Oracle: Executing an OS command from PL/SQL – ICMP ping from database

Executing OS commands from SQL or PL/SQL is easy as long as you are in SQL*PLUS – just do a host command. But I must confess, that this is a really useless hint. :) Much more interesting is to execute an OS command with a DBMS_SCHEDULER job, but this is not possible in every case, as it wasn’t in mine: I had to execute an ICMP ping and wait for the result to proceed, all that within a periodic DBMS_SCHEDULER job. No way to launch another job and wait until it’s started.

It took not much time to find out, that PL/SQL provides no native method to execute something on OS level. But the web was full of more or less useful hints what to do, the most useful one I found was from Ask Tom, a question about problems calling a in-database-java method for this case. The guy there used rt.exec() out of the database – nice, but Java and me …


That’s what I finally did to make my availibility check work:

First step is to create a Java Method that can do what I need, and that gives back the error code of the called command.

CREATE OR REPLACE and COMPILE JAVA SOURCE
NAMED "ExecuteOSCommand"
AS
import java.io.*;
import java.lang.*;
public class ExecuteOSCommand extends Object
{
  public static int RunThis(String args)
  {
    Runtime rt = Runtime.getRuntime();
    int        rc = -1;
    try
    {
       // System.out.println(args);
       Process p = rt.exec(args);

       int bufSize = 4096;
       BufferedInputStream bis =
        new BufferedInputStream(p.getInputStream(), bufSize);
       int len;
       byte buffer[] = new byte[bufSize];
       // Output of the program called
       while ((len = bis.read(buffer, 0, bufSize)) != -1)
            System.out.println(new String(buffer));
       rc = p.waitFor();
    }
    catch (Exception e)
    {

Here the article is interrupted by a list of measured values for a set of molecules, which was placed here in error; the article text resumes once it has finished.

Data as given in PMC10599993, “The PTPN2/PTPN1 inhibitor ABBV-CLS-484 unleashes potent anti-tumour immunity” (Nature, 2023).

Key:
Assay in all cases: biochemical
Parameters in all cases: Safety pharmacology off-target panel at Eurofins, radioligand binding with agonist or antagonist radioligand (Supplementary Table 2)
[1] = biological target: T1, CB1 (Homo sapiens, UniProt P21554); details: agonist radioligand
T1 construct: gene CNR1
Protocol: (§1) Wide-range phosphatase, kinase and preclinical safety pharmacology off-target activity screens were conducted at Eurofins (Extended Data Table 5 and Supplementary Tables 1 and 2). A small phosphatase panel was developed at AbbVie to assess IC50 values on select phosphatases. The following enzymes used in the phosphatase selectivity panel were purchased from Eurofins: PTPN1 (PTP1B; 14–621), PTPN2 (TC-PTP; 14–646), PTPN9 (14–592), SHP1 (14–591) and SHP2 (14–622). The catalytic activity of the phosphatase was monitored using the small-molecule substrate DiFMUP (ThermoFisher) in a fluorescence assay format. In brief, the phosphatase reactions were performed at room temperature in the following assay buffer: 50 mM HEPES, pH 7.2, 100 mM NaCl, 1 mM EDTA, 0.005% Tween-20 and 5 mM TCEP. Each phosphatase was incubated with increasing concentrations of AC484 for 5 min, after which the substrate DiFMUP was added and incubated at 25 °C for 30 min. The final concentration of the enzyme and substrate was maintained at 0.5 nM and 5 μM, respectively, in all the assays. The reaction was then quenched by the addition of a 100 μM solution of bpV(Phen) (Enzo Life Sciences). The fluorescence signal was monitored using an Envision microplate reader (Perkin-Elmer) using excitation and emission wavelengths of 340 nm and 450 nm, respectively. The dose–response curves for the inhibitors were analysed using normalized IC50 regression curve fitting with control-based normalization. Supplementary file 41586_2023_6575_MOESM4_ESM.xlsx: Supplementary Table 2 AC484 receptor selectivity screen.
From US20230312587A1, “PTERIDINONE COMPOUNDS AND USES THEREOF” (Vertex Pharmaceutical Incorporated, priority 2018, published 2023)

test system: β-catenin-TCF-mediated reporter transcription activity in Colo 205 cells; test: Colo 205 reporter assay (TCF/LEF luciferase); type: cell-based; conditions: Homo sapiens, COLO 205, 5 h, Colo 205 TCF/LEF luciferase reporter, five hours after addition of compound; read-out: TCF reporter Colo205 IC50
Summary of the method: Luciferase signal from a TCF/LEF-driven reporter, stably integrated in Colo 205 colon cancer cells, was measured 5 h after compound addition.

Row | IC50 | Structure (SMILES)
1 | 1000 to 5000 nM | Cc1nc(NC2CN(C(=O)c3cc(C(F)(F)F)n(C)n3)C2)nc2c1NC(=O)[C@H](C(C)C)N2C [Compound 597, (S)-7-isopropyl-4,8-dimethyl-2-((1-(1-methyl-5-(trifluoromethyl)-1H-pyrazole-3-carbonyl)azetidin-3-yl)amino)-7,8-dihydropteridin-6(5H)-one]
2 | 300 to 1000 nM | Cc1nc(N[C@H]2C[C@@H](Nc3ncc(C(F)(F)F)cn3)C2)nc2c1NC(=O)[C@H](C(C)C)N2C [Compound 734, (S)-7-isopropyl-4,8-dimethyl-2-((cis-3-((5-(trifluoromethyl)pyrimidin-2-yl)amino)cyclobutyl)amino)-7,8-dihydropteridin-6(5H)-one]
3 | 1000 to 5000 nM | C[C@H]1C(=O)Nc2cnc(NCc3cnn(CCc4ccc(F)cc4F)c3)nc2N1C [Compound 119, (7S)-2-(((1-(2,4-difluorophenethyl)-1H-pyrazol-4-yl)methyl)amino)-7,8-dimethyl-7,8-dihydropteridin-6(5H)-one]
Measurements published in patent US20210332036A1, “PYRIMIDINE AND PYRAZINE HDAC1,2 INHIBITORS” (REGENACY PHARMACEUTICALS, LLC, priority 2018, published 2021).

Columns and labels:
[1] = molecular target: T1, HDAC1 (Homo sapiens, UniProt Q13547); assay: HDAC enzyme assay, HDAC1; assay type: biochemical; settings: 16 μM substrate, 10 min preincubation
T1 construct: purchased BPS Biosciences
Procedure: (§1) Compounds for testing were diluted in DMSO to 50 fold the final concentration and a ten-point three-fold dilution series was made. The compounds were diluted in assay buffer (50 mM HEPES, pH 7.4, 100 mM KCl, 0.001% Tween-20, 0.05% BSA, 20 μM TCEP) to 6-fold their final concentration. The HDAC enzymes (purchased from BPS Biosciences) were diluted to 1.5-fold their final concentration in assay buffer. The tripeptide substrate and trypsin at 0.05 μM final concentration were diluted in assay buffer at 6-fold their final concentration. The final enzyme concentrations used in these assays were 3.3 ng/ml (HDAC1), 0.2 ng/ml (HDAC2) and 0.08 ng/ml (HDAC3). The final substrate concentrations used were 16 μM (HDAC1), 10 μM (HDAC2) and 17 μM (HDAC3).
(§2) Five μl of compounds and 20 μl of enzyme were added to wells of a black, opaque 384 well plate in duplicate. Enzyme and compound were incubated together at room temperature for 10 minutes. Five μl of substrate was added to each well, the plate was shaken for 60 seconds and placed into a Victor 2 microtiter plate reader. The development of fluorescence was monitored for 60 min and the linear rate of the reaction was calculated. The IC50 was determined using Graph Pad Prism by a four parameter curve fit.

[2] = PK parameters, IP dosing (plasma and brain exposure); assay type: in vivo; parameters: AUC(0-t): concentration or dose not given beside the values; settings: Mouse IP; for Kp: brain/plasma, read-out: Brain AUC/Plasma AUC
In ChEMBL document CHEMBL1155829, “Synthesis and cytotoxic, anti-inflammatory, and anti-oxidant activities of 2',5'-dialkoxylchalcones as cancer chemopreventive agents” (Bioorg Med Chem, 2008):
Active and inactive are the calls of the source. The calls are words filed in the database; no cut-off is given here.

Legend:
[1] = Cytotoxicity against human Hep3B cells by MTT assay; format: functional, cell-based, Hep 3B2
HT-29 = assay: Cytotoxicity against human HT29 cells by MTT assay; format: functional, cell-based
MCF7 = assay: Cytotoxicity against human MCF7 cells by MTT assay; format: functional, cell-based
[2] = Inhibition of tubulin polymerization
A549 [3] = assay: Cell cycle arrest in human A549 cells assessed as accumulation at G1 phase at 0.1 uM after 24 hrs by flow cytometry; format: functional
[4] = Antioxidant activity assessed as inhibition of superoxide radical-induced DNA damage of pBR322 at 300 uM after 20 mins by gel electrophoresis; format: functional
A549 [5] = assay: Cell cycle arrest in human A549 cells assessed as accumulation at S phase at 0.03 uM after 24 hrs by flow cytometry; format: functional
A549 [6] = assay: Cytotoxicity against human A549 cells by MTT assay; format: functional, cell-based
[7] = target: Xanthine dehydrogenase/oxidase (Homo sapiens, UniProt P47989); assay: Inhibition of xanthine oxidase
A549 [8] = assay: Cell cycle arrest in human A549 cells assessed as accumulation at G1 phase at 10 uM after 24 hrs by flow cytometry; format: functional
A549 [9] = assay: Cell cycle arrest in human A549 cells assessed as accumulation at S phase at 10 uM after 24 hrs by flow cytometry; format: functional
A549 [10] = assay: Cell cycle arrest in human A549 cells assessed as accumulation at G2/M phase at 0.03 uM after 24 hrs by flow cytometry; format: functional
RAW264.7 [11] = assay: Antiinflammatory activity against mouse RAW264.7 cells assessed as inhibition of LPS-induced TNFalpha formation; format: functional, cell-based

e.printStackTrace();
      rc = -1;
    }
    finally
    {
      return rc;
    }
  }
}
/

Here we build a function that’s called later by our PL/SQL block:

create or replace function RUN_CMD( p_cmd  in varchar2)
return number
AS LANGUAGE JAVA
NAME  'ExecuteOSCommand.RunThis(java.lang.String) return integer';
/

For some cases, a procedure can be useful as well:

create or replace procedure CMD(p_cmd in varchar2)
as
  x number;
begin
  x := RUN_CMD(p_cmd);
end;
/

Now that’s bash, becoming /opt/oracle/bin/ping.sh, doing a ping to a host, and exiting with the error code of ping.

#!/bin/bash
/bin/ping -c5 -i0.5 $1 1> /dev/null
exit $?

As a least step, we need Java permissions to execute the script from the VM within the DB. Run this script from a DBA user’s account.

begin
  dbms_java.grant_permission
    (
    'SCOTT',
    'java.io.FilePermission',
    '/opt/oracle/bin/ping.sh',
    'execute'
    );
  dbms_java.grant_permission
    (
    'SCOTT',
    'java.lang.RuntimePermission',
    'writeFileDescriptor',
    ''
    );
  dbms_java.grant_permission
    (
    'SCOTT',
    'java.lang.RuntimePermission',
    'readFileDescriptor',
    ''
    );
end;
/

Finally, we are able to execute the ping.sh form RUN_CMD() in PL/SQL:

select run_cmd('/opt/oracle/bin/ping.sh ftp.example.com') result from dual;

The bash script has to be reachable and executable for the OS user/group that opens the PL/SQL session! This may be your web server, login user, whatever. If this is not the case, your error code may be 126 on Linux.

For debugging the whole bunch, to see java stack traces and so on, this snippet may be useful:

set serveroutput on size 1000000
exec dbms_java.set_output( 1000000 );
exec dbms_output.put_line( run_cmd('/usr/local/klugmon/ping.sh'));

Hope this helps, please be careful with execution rights, don’t use wildcards in the permission section.

Yours
Usn

PS: Thanks to Ask Tom, Mahomed for the approach, and Michael and Sebastian for finding the Java lice. :)




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